- The surprising defensive stat is tackles for a loss. Arkansas ranks as the number four team in the nation, while Alabama is not even in the top one hundred (115th).
- A surprise on the other side of the ball is that Alabama is the SEC leader in both total offense (542 yards per game) and scoring offense (44.7 points per game). Arkansas’s high powered offense is ranked third in each category generating 35.3 points per game off of 483.7 yards per game.
Where does the Pac-10 rank in college football’s hierarchy?
Nationally eyes turned west this past weekend to measure how much of a player the Pac-10 will be on the national stage. Looking back now it looks as if the question has not been completely answered yet, but fans of teams out west should be encouraged a bit. Here are some observations for your consideration and conversation.
- The league won four games against teams from BCS conferences. They lost two.
- Against teams from conferences that don’t automatically qualify for BCS bowls the results were two wins against two losses.
- The biggest win against an automatic qualifier was Arizona’s upset of number nine Iowa (34-27). Arizona’s defense was a concern coming into the season, but they have been solid all season. As in earlier games the Wildcat’s defense stepped up to shut down the Iowa offense at key moments. When the Hawkeyes tied the game with 8:57 minutes left in the game Arizona responded with a 73 yard touchdown drive to take the lead back.
- Washington provided the biggest loss of the weekend at the hands of the Nebraska Cornhuskers. Nebraska’s defense embarrassed Husky QB Jake Locker. The former Heisman trophy candidate was a dismal 4-20 passing on the day with two interceptions. This loss can’t be blamed on Locker alone though. It was a total team effort. Anytime a defense gives up 56 points there is work to be done.
- Against non-automatic BCS bowl qualifying conferences the results were very mixed. On the extreme end of bad losses was the one Cal suffered on the road at Nevada. Cal was thumped 52-31 on their trip to Reno. They may have found better odds at the city’s slot machines.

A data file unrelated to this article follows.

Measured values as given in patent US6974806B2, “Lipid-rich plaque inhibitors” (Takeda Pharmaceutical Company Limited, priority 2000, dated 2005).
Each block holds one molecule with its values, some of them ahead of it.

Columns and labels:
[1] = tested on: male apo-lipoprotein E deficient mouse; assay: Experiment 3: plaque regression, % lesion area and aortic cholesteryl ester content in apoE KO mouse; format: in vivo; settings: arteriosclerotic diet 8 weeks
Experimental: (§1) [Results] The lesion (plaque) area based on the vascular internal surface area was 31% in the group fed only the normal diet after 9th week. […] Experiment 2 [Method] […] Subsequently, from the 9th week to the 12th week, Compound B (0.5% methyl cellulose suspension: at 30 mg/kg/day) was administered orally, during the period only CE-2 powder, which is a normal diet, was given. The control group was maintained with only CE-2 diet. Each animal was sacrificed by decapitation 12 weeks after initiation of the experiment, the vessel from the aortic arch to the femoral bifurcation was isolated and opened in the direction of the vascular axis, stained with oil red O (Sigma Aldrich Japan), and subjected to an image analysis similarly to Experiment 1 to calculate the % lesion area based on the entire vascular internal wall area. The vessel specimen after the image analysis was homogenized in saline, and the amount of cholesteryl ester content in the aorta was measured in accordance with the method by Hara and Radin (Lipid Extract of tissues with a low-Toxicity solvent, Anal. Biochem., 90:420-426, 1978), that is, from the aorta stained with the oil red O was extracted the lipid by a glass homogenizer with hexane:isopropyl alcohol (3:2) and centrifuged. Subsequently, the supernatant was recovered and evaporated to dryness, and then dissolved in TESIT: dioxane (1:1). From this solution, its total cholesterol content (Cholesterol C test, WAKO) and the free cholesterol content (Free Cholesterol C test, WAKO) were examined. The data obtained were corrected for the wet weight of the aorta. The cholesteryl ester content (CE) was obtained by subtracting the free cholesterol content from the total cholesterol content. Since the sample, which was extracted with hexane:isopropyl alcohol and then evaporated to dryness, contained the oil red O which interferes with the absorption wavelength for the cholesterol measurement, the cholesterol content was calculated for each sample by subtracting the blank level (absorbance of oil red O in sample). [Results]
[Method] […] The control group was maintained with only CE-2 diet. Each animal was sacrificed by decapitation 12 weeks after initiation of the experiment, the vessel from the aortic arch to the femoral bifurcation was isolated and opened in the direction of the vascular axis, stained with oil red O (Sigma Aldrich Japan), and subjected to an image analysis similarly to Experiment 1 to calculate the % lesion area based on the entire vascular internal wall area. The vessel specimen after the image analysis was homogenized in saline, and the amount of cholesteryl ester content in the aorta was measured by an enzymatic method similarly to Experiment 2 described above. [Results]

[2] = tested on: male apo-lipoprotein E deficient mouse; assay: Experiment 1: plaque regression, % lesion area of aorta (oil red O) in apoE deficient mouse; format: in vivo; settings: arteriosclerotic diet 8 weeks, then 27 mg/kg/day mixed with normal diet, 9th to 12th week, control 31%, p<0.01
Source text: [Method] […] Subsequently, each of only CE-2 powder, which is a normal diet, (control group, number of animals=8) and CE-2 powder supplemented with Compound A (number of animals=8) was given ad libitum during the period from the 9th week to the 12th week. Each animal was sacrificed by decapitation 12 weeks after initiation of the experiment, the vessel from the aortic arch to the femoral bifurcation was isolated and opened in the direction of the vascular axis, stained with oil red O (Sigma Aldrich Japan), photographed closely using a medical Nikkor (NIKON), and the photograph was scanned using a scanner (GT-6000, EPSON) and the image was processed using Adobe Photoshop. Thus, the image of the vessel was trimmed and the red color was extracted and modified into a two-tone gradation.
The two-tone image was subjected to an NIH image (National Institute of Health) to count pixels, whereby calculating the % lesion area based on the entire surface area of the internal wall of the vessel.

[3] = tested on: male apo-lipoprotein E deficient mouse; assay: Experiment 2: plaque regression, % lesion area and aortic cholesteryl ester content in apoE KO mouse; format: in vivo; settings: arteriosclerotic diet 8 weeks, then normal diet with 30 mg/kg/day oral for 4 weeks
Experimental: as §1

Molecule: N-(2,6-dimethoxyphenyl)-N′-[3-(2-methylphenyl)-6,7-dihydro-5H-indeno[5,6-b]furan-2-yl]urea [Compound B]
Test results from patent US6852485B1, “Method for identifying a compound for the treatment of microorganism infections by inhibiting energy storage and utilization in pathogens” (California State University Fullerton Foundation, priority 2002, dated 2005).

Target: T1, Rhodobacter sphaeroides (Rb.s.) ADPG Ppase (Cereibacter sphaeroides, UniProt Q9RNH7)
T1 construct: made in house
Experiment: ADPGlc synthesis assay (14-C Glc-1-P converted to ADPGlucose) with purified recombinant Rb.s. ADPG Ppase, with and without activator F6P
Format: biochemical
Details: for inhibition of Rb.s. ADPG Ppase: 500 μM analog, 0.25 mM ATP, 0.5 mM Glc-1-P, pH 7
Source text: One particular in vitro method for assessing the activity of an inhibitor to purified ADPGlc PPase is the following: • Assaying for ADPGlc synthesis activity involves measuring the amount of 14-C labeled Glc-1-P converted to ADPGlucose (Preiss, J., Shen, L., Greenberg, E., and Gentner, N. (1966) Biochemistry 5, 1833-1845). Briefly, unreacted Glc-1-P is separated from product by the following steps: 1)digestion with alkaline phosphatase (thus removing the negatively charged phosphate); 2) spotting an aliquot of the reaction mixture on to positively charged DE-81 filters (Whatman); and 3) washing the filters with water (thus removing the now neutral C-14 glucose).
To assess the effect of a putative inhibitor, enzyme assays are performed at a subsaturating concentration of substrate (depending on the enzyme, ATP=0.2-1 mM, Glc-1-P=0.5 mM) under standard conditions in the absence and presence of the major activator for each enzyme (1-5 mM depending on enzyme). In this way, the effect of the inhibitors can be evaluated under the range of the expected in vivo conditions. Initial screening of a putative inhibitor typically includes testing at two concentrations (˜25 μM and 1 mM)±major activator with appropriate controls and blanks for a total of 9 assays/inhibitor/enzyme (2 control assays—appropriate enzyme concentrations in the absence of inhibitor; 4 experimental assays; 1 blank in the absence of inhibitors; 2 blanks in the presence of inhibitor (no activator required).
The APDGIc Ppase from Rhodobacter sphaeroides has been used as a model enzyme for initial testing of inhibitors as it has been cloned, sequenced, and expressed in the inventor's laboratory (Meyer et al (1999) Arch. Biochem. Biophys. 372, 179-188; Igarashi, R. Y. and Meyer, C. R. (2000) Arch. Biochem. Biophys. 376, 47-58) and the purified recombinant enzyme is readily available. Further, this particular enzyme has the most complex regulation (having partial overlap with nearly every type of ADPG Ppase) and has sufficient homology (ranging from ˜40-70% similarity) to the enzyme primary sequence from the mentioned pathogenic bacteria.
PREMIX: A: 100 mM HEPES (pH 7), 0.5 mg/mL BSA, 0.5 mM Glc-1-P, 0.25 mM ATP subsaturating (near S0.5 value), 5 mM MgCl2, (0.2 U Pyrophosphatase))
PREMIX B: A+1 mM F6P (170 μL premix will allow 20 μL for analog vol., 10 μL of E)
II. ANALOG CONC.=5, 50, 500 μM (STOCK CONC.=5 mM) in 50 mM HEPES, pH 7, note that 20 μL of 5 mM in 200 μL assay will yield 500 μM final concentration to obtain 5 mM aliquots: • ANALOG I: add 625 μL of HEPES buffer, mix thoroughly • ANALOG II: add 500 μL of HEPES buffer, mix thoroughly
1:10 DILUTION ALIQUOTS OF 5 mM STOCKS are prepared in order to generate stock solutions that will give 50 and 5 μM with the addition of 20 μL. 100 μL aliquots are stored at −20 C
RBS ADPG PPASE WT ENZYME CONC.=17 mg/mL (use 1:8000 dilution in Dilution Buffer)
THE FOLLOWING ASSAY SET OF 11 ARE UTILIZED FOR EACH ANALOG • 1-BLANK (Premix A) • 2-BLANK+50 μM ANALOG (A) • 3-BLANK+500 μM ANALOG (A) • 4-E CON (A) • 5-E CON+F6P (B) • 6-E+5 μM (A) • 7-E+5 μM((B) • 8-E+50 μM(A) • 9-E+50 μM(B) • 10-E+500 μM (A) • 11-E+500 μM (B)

- UCLA completed one leg of their Texas matchups by defeating highly touted Houston. While a win is a win it occurred with Case Keenum out for much of the game. The prolific Houston QB was knocked out of the game (and season) in the second quarter with a knee injury following an interception.
So, where does the Pac-10 rank among college football’s conferences? Visit Pac-10matchups.com to vote in our poll and to get the most Pac-10 football news on the web.
We will get the rest of the question answered this weekend with three high profile road games:
- Without the fake field goal by Michigan State the play of the week would have been the touchdown pass Arkansas QB Ryan Mallet threw to Greg Childs to give the Hogs a win at Georgia. Overlooked in the conversation is the 68 yard touchdown Missouri’s T.J. Moe scored against San Diego State. With just :51 seconds left QB Blaine Gabbert made the toss to thrill the Tiger faithful.
- Houston we have a problem. Prior to Saturday’s game with Ole Miss, Vanderbilt had only scored five touchdowns in the previous forty quarters of SEC play. They scored four Saturday as they beat Ole Miss 28-14.
- An article in the Wall Street Journal looks at the results of games played between schools that play in conferences that automatically qualify for a BCS bowl berth and those that don’t. In 2010 the big guys have won 63 times and lost 6. While the “feel” may be that the little guys are coming out on the better end of the score more frequently than in the past the facts show things are really just about the same. It is a good read.
We have done our job to help you be informed. It is now up to you to keep the college football conversation going. Why not help your friends out by forwarding this along to them.